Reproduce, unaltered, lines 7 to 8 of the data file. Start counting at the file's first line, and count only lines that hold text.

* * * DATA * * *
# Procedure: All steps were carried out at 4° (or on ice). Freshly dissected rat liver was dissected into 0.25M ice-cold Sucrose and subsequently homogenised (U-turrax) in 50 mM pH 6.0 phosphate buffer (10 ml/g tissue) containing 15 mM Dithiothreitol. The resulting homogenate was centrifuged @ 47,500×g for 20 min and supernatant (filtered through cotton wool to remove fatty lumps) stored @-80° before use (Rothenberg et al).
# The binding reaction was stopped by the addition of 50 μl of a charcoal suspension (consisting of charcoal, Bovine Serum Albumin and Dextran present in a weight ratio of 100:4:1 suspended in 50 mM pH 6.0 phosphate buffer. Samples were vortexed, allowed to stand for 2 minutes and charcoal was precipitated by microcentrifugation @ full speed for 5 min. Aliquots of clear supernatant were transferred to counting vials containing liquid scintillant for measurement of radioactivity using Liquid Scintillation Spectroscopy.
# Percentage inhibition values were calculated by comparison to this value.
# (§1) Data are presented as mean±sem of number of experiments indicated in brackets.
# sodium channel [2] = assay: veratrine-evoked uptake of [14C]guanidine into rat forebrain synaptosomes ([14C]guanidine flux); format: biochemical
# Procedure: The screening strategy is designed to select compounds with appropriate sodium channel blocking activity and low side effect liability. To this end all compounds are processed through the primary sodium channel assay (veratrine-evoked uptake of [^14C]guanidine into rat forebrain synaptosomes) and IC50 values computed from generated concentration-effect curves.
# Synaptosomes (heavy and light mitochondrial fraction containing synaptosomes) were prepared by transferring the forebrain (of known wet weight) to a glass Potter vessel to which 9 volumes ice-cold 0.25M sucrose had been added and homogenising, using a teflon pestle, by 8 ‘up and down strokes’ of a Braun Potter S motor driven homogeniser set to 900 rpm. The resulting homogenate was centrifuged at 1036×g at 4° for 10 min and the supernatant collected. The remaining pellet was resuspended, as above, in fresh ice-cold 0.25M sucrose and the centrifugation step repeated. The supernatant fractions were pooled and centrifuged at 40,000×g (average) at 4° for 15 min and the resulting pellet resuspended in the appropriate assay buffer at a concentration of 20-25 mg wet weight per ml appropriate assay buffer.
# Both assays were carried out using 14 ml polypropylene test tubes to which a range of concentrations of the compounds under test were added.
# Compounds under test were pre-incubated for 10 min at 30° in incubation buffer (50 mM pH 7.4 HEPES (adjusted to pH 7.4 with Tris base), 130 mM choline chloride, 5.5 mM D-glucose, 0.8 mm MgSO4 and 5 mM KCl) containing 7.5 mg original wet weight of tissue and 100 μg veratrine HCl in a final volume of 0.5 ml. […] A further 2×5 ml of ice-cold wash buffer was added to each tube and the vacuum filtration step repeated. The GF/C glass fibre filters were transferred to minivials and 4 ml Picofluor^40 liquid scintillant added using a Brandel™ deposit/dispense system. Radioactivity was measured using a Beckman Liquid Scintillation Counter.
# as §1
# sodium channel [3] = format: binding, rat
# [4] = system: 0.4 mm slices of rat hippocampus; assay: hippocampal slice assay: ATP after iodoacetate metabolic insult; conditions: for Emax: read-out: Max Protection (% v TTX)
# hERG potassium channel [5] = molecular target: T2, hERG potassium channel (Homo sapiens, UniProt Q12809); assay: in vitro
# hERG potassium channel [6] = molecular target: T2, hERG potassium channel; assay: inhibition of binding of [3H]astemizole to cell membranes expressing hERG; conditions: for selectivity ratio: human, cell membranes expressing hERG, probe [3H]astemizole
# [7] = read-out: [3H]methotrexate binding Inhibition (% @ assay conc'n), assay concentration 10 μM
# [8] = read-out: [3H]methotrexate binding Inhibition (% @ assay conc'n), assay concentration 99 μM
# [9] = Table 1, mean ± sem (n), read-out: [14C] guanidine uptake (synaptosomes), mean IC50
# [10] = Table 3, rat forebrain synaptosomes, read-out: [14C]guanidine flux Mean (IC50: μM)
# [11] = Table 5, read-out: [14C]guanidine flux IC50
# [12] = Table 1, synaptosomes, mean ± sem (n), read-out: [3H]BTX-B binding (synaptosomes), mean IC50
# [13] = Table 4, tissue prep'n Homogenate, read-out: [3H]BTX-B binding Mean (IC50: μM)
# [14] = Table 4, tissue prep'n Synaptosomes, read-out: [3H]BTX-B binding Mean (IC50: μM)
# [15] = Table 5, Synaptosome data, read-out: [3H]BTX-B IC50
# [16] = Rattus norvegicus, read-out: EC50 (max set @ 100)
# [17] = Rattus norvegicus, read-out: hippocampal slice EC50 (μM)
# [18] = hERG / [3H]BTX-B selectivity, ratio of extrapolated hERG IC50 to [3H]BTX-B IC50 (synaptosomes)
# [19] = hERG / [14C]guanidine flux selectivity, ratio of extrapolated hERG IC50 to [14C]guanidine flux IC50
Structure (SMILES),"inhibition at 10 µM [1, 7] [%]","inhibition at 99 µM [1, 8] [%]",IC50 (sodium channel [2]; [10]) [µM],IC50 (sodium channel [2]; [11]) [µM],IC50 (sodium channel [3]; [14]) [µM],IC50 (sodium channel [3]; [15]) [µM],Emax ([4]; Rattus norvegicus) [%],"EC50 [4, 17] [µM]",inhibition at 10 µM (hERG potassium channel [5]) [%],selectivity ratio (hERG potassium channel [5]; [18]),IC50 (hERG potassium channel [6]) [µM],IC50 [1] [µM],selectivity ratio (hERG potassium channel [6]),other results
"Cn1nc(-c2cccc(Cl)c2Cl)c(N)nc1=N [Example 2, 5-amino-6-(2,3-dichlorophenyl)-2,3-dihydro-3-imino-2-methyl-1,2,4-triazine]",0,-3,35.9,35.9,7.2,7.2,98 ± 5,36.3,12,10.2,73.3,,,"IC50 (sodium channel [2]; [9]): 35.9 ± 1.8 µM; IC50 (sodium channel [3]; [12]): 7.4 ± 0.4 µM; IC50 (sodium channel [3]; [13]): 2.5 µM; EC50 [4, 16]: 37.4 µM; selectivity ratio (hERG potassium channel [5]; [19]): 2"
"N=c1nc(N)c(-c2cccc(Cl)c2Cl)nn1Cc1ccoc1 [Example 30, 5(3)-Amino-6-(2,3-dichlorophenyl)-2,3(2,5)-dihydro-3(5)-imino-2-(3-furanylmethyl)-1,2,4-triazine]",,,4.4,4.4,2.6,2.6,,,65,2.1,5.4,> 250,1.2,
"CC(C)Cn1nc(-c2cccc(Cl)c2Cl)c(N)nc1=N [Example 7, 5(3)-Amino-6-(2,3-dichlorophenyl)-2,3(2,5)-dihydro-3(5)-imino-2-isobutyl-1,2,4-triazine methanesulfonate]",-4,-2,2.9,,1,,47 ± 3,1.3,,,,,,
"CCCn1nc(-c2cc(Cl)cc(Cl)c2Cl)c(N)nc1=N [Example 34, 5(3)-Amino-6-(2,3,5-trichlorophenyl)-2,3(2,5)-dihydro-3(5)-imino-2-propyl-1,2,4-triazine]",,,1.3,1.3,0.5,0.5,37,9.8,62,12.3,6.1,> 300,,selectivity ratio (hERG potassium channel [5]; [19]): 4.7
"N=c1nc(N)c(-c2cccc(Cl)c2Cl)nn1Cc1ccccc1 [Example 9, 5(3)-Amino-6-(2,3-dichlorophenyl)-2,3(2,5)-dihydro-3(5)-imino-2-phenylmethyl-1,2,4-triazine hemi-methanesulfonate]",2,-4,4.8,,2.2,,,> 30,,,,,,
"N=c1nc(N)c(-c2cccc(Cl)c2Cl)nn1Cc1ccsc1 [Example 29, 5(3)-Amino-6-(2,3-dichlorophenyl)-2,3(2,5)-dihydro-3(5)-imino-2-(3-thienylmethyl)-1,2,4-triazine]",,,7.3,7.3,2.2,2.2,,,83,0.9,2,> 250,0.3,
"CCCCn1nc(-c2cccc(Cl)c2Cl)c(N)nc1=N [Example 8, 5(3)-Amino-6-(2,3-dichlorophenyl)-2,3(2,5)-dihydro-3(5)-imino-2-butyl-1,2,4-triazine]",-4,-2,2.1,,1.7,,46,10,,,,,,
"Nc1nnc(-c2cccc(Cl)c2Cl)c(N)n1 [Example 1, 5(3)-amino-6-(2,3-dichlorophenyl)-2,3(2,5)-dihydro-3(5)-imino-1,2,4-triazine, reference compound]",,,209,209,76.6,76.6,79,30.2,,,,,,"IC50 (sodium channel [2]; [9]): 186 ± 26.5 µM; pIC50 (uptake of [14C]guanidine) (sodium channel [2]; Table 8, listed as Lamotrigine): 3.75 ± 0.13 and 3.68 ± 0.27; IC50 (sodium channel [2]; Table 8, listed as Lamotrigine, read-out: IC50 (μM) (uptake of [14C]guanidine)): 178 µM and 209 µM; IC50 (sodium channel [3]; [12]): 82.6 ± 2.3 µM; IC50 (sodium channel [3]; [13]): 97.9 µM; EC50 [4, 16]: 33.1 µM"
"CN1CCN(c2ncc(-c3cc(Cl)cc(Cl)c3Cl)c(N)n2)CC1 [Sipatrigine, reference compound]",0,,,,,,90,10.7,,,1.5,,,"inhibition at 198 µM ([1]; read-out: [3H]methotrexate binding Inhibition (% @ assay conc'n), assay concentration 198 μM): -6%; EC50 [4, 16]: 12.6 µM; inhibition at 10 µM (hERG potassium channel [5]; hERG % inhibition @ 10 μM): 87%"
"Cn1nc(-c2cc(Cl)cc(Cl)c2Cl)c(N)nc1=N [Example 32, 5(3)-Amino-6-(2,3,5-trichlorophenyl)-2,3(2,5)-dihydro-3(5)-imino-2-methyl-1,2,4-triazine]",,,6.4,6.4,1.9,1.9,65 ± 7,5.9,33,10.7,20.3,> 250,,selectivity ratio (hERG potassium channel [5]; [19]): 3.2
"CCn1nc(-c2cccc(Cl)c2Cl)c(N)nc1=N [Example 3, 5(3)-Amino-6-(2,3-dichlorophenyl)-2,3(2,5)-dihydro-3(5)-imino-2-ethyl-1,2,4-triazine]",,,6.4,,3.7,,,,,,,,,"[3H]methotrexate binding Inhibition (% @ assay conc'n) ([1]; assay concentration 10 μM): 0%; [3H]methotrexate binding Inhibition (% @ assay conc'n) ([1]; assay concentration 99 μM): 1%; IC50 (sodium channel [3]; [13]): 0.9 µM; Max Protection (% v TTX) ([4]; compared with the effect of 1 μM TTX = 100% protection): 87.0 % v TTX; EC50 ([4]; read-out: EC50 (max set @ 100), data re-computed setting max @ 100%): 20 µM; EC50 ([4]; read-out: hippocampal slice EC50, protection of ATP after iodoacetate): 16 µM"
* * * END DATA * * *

# Synaptosomes (heavy and light mitochondrial fraction containing synaptosomes) were prepared by transferring the forebrain (of known wet weight) to a glass Potter vessel to which 9 volumes ice-cold 0.25M sucrose had been added and homogenising, using a teflon pestle, by 8 ‘up and down strokes’ of a Braun Potter S motor driven homogeniser set to 900 rpm. The resulting homogenate was centrifuged at 1036×g at 4° for 10 min and the supernatant collected. The remaining pellet was resuspended, as above, in fresh ice-cold 0.25M sucrose and the centrifugation step repeated. The supernatant fractions were pooled and centrifuged at 40,000×g (average) at 4° for 15 min and the resulting pellet resuspended in the appropriate assay buffer at a concentration of 20-25 mg wet weight per ml appropriate assay buffer.
# Both assays were carried out using 14 ml polypropylene test tubes to which a range of concentrations of the compounds under test were added.